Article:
Since we do have white pelicans here in winter, I’ll have to see if I can’t find their feedings grounds. They must be going somewhere other than the bay, because I’ve never seen a floatilla of them there. Your photos are wonderful.


    1. Linda,

      These are called American White Pelican. And I’ve to interpret the word “American” refers to the Continent and not the country since we have them up here frequently. I’m sure they migrate down to your area in the winter. Do watch for them. They gather along shallow, clear, running water. Like what you see here is the Bow River, which runs down from the Rocky Mtns. There are lots of fish here and I can see people wading out to waist high water to fish.


  8. I have never seen a team of pelicans like you show us – all in harmony. The last time I saw pelicans I think was in Key West, Florida, by the water – but they were brown and did not seem to be part of a team. Maybe yours are a Canada team, and it makes all the difference …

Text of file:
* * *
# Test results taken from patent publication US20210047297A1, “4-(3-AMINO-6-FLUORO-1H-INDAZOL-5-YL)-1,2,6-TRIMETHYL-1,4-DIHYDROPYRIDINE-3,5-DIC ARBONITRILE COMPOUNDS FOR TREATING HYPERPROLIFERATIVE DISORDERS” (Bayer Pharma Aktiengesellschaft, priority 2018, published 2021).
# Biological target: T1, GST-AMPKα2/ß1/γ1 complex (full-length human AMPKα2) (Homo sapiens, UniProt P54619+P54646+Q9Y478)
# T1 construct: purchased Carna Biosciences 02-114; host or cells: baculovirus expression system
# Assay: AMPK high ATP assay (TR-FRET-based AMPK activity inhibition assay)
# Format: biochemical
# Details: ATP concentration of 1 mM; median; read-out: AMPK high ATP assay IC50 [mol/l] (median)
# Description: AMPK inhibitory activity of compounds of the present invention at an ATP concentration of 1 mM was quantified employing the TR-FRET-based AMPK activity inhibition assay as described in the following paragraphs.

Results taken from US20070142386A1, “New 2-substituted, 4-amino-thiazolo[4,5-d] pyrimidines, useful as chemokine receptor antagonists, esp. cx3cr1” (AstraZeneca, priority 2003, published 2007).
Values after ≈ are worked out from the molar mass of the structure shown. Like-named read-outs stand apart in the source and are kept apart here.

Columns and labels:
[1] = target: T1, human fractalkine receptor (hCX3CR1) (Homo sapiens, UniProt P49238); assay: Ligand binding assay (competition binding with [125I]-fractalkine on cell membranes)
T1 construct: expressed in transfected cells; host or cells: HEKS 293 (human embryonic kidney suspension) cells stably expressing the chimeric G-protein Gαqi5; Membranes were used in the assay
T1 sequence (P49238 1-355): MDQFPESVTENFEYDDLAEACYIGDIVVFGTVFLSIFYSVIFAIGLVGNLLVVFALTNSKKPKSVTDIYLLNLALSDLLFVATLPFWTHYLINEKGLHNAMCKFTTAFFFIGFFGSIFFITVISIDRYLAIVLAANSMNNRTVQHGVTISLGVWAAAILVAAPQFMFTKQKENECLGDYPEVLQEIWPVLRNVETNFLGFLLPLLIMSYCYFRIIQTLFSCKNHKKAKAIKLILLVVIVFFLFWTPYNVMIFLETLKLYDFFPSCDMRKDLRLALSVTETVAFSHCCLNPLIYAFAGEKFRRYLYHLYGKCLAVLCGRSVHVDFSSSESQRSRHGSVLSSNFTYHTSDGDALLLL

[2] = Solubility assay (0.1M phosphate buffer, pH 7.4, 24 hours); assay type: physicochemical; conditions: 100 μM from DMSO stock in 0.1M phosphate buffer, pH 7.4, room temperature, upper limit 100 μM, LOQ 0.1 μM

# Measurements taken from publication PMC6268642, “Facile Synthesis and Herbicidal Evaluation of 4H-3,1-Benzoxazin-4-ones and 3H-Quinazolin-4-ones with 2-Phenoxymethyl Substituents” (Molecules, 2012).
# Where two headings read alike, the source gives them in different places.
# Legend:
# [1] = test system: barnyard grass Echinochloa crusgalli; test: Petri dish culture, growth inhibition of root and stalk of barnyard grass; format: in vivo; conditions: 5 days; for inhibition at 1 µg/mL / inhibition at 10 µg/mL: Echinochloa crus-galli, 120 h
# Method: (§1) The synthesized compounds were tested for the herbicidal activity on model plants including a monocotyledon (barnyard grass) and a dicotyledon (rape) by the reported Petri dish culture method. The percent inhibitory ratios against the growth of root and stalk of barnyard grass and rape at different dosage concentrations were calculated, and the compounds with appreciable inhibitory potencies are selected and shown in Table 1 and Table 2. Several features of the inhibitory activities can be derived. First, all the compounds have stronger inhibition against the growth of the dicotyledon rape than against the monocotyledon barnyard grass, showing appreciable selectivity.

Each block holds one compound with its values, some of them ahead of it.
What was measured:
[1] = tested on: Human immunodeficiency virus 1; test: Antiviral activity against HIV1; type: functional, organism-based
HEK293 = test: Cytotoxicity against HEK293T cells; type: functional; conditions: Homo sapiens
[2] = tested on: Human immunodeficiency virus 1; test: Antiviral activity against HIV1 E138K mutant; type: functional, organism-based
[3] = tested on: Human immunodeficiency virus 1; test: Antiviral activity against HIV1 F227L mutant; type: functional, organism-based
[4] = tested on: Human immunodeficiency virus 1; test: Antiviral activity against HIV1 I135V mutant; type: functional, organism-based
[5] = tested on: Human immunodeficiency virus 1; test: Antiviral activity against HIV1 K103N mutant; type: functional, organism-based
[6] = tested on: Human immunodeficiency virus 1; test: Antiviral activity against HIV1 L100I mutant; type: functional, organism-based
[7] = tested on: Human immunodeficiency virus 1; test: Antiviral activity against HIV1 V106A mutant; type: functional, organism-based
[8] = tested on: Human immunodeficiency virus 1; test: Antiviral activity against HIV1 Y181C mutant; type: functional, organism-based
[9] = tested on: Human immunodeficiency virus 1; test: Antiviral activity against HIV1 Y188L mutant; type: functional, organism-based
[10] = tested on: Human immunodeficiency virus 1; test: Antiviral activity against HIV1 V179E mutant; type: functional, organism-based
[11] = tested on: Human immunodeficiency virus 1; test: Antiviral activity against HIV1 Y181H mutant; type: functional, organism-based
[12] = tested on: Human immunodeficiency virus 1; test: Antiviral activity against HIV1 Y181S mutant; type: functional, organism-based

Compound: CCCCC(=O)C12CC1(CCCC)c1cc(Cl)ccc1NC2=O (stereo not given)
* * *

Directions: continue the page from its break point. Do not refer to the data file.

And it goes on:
1. VB,

      The ones you saw down at Key West was a different kind. What we have here up north are called American White Pelicans. I’m sure they migrate between our two countries. And they are model birds, I’d say. 🙂


  9. These are FABULOUS! That “tail feathers up!” photo is just magnificent! I, too, love pelicans (and am happy to say I have a lovely set of coasters that bring them into my life each day, bright blue water and all!) Your work here is, as always, spot on.


    1. Jeanie,

      Yes, I was so excited as I caught them doing these wonderful movements this time. See them mostly in the air, or just swimming on their own. But this is the first time having their communal breakfast. And so glad you have a set of coasters to look at in lieu of watching the real Pelican Clan. 😉